The question of who discovered photography can be quite confusing if we take into consideration that photography is just a marriage between two pre-existing concepts that go back hundreds of years before photography was officially considered as a single concept. With this in mind, we consider the person who discovered photography as the one who brought the different concepts together to produce permanent photographic images, and his name is Louis Jacques Mande Daguerre.
Camera Obscura and Chemicals
Camera obscura, a concept wherein a dark room is used to project an upside down image of a subject or an area which is illuminated, has been around for centuries. The first cameras made use of these devices, but they did not produce permanent images. They were mainly used as tools for drawing or as viewfinders. Chemicals reacting to light, heat and air have existed for longer than that. These chemical reactions that involved the said stimuli have been observed in nature and in experiments, but it wasn’t until the early 1800s when it was bound to the Camera Obscura concept to give birth to photography.
Before the 1800s, many scientists and enthusiasts of producing permanent images attempted to capture images using light and chemicals. One of the earliest attempts was by Johann Heinrich Schultz. He experimented on certain chemicals that he exposed to light, observing its effects on those substances. In 1724, he finally stumbled on the right mixture of substances with the ideal reaction to light. A mixture of chalk and silver was exposed to light, and thanks to this exposure, the mixture darkened, producing an image. This discovery was later used in the development of the concept of photography by Niepce and Daguerre.
Who is Niepce?
Joseph Nicephore Niepce was a Frenchman with a fascination with lithography, which was an emerging form of art during the early 1800s. He used tin plates to move the artform forward, using his son’s artistic skills in drawing to produce lithographs. His son was drafted into the army in 1814, leaving him without an artist. This made him turn to photochemical drawing, leading him to do research and come up with a way to produce lithographs using light and chemicals. He experimented with different materials like metals, stones, gases and acid fumes, some of which are very toxic. Niepce came up with the idea of heliography or photography in 1814. He had a problem with permanence in images and it took him more than a decade to produce a permanent image.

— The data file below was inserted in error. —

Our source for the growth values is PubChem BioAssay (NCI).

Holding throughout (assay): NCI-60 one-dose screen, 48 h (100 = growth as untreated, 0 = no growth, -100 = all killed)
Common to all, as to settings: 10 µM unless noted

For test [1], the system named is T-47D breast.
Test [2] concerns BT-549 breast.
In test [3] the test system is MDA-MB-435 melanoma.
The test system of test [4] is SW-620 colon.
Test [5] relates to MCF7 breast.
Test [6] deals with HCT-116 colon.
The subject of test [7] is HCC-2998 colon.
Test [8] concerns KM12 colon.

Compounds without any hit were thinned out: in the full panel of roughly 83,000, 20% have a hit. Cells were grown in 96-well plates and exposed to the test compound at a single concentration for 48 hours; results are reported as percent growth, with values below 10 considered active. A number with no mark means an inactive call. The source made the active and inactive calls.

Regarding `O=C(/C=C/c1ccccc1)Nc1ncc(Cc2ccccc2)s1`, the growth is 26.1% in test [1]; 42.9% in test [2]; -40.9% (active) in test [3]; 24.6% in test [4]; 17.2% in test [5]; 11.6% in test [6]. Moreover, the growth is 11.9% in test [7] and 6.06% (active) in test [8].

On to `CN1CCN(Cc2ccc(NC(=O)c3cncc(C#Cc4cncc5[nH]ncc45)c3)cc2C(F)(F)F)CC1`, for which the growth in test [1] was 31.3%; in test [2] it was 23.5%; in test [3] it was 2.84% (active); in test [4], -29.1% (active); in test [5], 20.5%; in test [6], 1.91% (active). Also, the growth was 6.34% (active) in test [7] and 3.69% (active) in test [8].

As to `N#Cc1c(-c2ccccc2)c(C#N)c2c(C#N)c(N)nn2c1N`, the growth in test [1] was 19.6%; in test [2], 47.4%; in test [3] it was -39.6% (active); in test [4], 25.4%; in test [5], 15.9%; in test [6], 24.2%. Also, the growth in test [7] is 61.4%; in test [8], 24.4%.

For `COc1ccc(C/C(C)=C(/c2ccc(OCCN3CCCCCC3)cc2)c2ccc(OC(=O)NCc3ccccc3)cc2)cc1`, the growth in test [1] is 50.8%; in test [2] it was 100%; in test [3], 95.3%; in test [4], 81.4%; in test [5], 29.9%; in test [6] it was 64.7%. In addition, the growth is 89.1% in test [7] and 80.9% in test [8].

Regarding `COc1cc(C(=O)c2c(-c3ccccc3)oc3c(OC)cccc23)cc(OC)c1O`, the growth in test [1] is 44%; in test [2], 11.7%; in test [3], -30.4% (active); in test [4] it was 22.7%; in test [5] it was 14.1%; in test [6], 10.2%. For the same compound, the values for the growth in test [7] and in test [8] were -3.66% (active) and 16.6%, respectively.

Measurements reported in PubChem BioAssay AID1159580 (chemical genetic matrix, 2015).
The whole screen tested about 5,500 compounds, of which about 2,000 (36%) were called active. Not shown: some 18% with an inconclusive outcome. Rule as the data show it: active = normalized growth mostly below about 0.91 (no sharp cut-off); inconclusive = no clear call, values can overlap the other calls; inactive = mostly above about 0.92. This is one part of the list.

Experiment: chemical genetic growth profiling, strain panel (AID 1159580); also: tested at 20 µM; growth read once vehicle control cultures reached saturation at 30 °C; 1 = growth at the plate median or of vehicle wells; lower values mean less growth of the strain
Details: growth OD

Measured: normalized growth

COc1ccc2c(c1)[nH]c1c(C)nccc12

Who is Daguerre?
Louis Daguerre was a printmaker and a painter who specialized in theatrical painting and lighting effects. He was fascinated with his camera obscura. He searched for ways to capture the images the camera obscura produced. When he found a man who had some success in capturing those images, although it was not permanent, he jumped on the chance to work with him. That man was Niepce.
The First Photograph
Frenchman Joseph Nicephore Niepce decided to combine the camera obscura effect with chemicals to create the very first photograph in 1827. He covered a metal engraving with bitumen and he exposed it to light for 8 hours. After that exposure, the pattern of the engraving produced an image which was sadly not permanent. He had the right idea but unfortunately, he did not see its full development because he died a few years later, but not before passing on his knowledge and project to his partner Daguerre. He entered into partnership with Daguerre in 1829 and they worked on the experiment until Niepce died in 1833.
The Birth of Photography
Photography as we know it today, which is to say capturing permanent images using light, was first implemented by Louis Daguerre. He continued Niepce’s work with the help of Niepce’s son until finally, he was able to trim down the exposure time to half an hour and he was able to make the recorded images permanent by applying silver chloride to it. After consulting with scholars, scientists and experts, he introduced the process to the public in 1839 as the Daguerrotype. The invention was greeted with great excitement by most people, mainly because of Daguerre’s announcement that the process does not require expert knowledge, which means everyone has the ability to capture permanent images. That same year, as the Daguerrotype became a craze with people rushing to purchase the device, Sir John Herschel coined the term “photography” to refer to the process of producing permanent images by using light and chemicals. So, to answer the question of who discovered photography, we can clearly say it was Daguerre. However, the question of who was responsible for the existence of photography is another matter.
Photo Courtesy of Wikimedia Commons; GNU Free Documentation License / Supplied by Stefan Kuhn